Wednesday, March 28, 2007
Wikipedia has many low popularity articles that, collectively, create a higher quantity of demand than a limited number of mainstream articles found in a conventional encyclopedia. The same could be said for Amazon's book inventory or Netflix's movie inventory. The total volume of low popularity items exceeds the volume of high popularity items.
The following book describes the subject in detail:
The Long Tail: Why the Future of Business Is Selling Less of More
Or check out this blog for intro: Long Tail 101
Tuesday, March 13, 2007
Their report and Connected World Blog focuses on these trends:
- All-IP Enterprise
- Industry Crossovers
- Bandwidth at the Edge
- Networks in New Places
- Connected Things
- Liquid Time and Place
- Pervasive Presence and Location
- Mobility: The Next Frontier
Monday, March 12, 2007
They conform to surprising laws which are only now becoming clear. Albert-Laszlo Barabasi and others have discovered some of those laws over just the past couple of years.
What is behind the well know Six Degrees of Separation?
How do popular hubs such as Yahoo emerge?
Linked: How Everything Is Connected to Everything Else and What It Means tells a story about the emerging science of these networks.
Thursday, March 8, 2007
The Telco 2.0 Manifesto by STL provides a great overview of this trend:
"Our belief is that there is a single dominant source of structural change in the communications industry. This trend is the separation of network connectivity from user-facing application services and content. The phenomenon is both technical (“everything over IP”) as well as financial (separate purchase of access and service).
The trend is clear and obvious. Changes to mass user behaviour are already seen (eg. VOIP, P2P music/video downloads, Social Media). Yet few (if any) operators have strategies that can be explicitly traced back to this underlying force."Check out the Telco 2.0 Blog for the most interesting Telco 2.0 "Business Model Map".
"We think the biggest opportunity [to make money] lies ... where the apps are less tied into the network — but the billing and value-based pricing remain in place."
digg this add to del.icio.us
Tuesday, March 6, 2007
Does this fit into Your ISP's bandwidth policy? Better check it out.
Who is going to pay for this traffic? P2P distribution is radically cheaper than using your own datacenter - Joost bets on this.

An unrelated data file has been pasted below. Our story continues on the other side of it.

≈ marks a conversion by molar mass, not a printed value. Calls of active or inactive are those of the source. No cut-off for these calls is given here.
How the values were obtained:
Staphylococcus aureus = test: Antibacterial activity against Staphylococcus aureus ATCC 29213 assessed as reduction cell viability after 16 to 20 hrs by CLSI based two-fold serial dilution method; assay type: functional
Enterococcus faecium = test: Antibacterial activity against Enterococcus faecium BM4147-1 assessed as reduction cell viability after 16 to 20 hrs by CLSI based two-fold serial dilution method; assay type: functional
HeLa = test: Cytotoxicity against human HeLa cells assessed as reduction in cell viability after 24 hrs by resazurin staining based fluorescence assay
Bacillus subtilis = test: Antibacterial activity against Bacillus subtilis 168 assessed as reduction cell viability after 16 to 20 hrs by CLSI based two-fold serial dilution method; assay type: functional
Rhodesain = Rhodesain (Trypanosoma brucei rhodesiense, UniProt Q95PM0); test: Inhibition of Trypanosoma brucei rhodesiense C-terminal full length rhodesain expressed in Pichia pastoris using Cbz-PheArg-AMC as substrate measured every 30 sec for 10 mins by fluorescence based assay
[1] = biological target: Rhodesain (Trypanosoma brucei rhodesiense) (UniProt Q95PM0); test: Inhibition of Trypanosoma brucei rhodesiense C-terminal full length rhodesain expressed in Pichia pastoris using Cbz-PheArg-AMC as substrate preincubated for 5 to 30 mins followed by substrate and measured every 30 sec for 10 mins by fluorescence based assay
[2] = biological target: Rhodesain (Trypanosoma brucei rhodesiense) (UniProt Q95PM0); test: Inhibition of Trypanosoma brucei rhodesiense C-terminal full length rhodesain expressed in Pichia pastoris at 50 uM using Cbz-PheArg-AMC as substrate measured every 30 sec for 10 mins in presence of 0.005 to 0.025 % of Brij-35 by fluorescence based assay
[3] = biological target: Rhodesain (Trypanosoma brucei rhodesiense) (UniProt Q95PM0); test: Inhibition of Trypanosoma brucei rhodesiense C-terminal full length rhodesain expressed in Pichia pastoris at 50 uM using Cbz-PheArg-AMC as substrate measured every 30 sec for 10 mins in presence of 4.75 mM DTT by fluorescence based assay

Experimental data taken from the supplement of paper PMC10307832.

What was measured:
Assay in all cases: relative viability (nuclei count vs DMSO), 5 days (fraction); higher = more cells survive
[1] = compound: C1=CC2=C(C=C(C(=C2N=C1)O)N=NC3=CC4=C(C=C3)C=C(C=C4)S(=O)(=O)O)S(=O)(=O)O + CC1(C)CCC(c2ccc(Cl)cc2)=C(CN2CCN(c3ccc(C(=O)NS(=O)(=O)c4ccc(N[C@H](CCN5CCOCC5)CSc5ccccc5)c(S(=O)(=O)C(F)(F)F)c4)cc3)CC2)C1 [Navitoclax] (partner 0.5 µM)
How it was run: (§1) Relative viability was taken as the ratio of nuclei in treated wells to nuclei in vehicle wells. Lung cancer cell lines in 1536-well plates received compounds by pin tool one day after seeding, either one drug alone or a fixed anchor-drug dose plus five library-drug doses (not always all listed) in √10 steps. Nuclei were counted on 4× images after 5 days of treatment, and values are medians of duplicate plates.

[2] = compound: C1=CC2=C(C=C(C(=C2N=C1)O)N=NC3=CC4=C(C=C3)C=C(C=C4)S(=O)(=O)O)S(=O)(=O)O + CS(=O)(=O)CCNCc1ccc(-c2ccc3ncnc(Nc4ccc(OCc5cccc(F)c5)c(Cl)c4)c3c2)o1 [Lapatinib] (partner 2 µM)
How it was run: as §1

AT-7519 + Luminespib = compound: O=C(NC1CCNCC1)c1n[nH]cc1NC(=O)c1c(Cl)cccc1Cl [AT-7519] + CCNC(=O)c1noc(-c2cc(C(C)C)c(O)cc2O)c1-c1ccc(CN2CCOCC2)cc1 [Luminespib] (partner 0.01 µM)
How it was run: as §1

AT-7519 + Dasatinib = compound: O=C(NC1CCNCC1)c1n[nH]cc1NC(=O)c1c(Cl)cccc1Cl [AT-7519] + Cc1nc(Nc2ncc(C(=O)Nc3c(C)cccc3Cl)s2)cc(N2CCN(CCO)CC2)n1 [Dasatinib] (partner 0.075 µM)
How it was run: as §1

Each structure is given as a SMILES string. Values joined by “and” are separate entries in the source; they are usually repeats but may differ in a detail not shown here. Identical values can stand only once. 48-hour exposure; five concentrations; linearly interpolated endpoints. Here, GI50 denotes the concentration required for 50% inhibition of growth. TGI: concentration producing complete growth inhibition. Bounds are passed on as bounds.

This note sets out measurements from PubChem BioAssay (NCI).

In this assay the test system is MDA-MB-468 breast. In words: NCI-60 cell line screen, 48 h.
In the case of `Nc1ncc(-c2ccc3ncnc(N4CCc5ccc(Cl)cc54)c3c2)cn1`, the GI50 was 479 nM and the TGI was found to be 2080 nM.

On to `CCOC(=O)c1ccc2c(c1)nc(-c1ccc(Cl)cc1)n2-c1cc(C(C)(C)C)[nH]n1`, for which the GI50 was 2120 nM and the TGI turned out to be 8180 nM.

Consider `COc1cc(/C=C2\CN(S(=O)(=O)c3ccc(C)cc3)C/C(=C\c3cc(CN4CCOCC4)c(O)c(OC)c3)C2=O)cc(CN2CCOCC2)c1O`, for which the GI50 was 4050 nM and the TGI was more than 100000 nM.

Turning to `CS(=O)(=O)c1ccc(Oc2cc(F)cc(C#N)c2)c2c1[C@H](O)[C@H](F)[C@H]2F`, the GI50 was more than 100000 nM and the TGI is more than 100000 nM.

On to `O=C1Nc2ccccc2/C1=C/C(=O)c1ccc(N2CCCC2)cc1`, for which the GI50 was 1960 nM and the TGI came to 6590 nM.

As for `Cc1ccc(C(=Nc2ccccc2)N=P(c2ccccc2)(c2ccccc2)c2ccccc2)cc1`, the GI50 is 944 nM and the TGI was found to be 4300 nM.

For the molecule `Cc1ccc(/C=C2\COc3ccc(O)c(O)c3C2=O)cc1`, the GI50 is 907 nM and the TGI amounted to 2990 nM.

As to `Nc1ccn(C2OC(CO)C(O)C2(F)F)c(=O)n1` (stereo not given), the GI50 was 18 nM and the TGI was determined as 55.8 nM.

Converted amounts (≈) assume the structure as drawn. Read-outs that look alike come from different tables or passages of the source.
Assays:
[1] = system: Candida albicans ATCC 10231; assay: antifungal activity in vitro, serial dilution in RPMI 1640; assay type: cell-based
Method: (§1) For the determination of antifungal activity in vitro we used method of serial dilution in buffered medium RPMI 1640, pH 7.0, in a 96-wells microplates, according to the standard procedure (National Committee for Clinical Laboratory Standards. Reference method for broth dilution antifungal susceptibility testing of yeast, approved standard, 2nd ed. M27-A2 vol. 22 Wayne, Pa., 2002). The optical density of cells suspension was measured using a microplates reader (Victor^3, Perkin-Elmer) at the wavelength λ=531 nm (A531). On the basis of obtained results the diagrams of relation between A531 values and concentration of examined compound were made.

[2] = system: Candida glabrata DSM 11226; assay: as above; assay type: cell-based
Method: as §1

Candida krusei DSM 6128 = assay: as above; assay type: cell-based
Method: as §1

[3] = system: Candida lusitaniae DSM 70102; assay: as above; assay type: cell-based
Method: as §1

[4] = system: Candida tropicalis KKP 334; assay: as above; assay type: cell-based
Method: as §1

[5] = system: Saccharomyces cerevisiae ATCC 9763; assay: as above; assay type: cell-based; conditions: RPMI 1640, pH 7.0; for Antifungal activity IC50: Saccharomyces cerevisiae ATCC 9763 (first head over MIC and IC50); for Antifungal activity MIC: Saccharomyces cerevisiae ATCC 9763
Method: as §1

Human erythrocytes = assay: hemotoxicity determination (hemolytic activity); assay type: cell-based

Friday, March 2, 2007
- Hierarchical Directories
- Search Engines
- Hypertext / links (one way)
- Geographical navigation and search (e.g. Google Maps and Google Earth)
- Personal relationships (e.g. Orkut and LinkedIn)
- Tagging (e.g. YouTube and MySpace)
- Recommendations (e.g. Digg, Amazon)
- Collections and Lists (e.g. BlinkList, Amazon)
- Event and Calendars (e.g. Upcoming.org)
- And even by the combination of these like Rollyo (Search Engines + Collections)
Will broadband internet connection become a scarce resource? Very unlikely.
Youtube, Joost and sharing content on P2P surely creates demand for bandwidth. Supply will follow.
What will be the bottleneck of the Net economy if not bandwidth? Is is us, People. Again.
(Did you know that the bandwidth of the human eye is around the speed of an Ethernet connection?)
How many conversations can you have in a day? How many videos or movies can you watch on the net? How much Attention can you pay to your interests?
I recommend you to read this blog entry on Attention Economy - if you have the time.
Thursday, March 1, 2007
Connecting billions of people creates an emergent behaviour which he calls “hyperconnectivity”
"Each of us are connected, not just to a few others, but to a billion. We need not be aware of this hyperconnectivity for it to have its full effect. Hyperconnectivity is not a tsunami which overwhelms by sheer force of numbers; rather, it is like a vast sea wherein we all float, supported gently by the efforts of all.
And this sea is full of wonders never dreamt of."